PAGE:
South African blonde oranges of the Midknight, Navel and Valencia varieties continued to dominate and remained very high priced with good attention on the German market. New were Australian blood oranges in 8-caliber at €50 to €52 per 15-kg carton. South African Tarocco were sold at €2.35 per kg.
In addition, the first batches arrived from Spain and Italy. Even the prices for the usually rather cheaper juice oranges from Italy are currently quite high, reports a direct importer.
France: Egyptian orange gains ground
Currently on the French market, the last Navels of South African origin are coming to an end. Although Spain is usually the main producer on the French market, this year, climatic conditions have had a major impact on production, with consequences for quality. This has left plenty of room for Egypt, which will be increasing its shipments to France and Europe this year. While demand has so far been low due to high temperatures, it is starting to increase slightly with the arrival of colder weather.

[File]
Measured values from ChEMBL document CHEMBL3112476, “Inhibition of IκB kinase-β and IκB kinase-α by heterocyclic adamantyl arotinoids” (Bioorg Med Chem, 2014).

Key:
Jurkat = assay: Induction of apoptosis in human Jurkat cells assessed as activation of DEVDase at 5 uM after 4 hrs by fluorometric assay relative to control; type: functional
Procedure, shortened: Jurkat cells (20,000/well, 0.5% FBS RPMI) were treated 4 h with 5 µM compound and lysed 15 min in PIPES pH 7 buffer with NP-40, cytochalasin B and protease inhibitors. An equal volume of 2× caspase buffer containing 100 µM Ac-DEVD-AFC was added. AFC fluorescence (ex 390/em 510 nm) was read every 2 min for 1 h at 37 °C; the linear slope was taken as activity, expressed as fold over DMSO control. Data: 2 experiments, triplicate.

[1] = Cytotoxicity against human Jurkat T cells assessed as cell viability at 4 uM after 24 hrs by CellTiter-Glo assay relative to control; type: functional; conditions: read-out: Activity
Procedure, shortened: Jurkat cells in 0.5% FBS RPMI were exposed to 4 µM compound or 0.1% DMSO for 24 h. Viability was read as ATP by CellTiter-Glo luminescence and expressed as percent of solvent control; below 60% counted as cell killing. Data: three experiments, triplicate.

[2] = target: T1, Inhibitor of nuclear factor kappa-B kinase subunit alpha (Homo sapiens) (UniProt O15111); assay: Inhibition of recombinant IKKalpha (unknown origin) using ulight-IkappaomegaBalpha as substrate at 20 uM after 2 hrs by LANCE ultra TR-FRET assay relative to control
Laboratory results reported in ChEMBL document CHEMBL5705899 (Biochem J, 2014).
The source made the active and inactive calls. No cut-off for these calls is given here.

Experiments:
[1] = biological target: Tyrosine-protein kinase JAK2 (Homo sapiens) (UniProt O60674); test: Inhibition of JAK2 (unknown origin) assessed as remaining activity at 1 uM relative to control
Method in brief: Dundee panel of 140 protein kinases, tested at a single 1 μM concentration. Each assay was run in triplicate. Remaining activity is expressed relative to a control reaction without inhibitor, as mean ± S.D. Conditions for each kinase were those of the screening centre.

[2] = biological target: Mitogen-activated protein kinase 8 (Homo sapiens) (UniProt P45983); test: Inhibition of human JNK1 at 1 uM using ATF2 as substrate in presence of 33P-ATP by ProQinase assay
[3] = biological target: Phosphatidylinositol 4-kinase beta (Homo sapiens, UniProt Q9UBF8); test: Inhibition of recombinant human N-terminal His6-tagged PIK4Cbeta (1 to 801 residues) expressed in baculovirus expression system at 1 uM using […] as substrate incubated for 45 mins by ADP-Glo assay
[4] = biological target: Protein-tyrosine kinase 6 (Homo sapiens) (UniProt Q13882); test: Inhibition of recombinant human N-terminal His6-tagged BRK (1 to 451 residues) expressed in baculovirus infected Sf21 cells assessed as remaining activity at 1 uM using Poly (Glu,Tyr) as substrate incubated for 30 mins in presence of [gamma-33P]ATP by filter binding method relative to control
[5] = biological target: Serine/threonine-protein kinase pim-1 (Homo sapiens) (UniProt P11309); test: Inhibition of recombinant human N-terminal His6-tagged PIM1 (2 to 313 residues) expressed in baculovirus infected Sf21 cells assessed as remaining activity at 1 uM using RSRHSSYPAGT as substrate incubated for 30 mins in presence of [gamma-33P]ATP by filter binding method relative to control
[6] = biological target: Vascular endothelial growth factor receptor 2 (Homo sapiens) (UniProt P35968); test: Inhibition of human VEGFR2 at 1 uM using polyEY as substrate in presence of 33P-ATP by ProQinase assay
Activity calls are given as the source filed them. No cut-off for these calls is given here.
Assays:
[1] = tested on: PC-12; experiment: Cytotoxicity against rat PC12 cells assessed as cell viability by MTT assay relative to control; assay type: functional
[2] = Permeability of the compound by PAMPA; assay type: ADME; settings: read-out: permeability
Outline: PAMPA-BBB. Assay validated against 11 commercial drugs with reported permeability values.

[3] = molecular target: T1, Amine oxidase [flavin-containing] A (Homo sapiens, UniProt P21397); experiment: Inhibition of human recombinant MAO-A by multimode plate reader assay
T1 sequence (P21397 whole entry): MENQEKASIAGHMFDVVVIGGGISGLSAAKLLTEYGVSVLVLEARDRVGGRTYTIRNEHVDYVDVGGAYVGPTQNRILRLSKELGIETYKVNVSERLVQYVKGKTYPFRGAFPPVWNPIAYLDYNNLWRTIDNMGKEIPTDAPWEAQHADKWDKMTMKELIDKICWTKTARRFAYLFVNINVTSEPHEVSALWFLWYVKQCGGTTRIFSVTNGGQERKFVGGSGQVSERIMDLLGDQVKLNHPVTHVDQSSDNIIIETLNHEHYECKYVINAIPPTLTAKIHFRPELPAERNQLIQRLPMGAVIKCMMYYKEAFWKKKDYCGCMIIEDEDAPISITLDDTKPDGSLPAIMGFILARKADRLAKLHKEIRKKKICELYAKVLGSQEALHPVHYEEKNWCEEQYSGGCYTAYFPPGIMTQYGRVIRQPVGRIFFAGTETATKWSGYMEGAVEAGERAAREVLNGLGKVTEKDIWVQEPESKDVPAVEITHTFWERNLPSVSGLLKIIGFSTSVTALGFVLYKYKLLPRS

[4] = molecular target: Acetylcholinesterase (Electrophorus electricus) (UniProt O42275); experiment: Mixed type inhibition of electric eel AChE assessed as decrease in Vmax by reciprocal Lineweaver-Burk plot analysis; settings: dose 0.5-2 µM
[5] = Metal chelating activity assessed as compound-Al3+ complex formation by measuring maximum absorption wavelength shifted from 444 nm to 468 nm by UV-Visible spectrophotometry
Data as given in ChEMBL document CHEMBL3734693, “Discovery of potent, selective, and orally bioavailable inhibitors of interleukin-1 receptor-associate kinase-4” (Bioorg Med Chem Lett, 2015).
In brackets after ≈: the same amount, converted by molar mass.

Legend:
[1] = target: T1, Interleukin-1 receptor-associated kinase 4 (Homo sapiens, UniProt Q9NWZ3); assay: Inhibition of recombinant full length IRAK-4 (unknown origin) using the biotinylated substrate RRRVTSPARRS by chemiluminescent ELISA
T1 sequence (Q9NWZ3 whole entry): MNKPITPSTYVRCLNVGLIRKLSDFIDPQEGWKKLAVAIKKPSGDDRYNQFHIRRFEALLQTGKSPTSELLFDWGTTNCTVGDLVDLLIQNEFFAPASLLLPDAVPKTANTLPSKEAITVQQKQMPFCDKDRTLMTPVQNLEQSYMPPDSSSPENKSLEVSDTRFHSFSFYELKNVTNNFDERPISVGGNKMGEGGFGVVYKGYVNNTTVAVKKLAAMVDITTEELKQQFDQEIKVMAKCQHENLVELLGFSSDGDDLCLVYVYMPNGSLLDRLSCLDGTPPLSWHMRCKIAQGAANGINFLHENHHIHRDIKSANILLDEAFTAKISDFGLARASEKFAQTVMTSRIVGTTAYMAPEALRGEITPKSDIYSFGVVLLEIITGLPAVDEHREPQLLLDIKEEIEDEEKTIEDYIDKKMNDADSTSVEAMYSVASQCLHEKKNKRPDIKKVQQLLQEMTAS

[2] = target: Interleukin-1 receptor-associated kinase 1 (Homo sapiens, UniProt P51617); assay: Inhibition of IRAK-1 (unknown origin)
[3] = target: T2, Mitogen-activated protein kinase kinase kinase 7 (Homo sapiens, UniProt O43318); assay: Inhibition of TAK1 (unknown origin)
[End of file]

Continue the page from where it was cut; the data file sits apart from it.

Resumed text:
Italy: Serious shortage of small sizes pushes prices up
With regard to citrus fruits imported into Italy out of season, some critical points in production have been noted since the beginning of the campaign. This was reported by the manager of a large multinational company. In particular, with regard to South African oranges, the campaign has been characterised by a serious shortage of small produce (intended for juicing). This has led to a much higher price per kilo, coupled with the problem of Citrus Black Spot (CBS). In fact, this is the main reason for the shortage of oranges. Most importers had to cancel some orders during the year.
Forecasts for the citrus campaign in the northern hemisphere indicate a significant shortage of Navel varieties in Spain, which will have a significant impact on prices in October and November. At present, however, estimates for Italian production suggest a stable situation in line with previous years.
"Worldwide, oranges are expected to be down by around 40 per cent. The current high prices of citrus fruits from overseas suggest that this trend will continue, at least until the arrival of Egyptian oranges, which usually flood the European markets," added an importer from southern Italy.
Spain: High prices and a lower production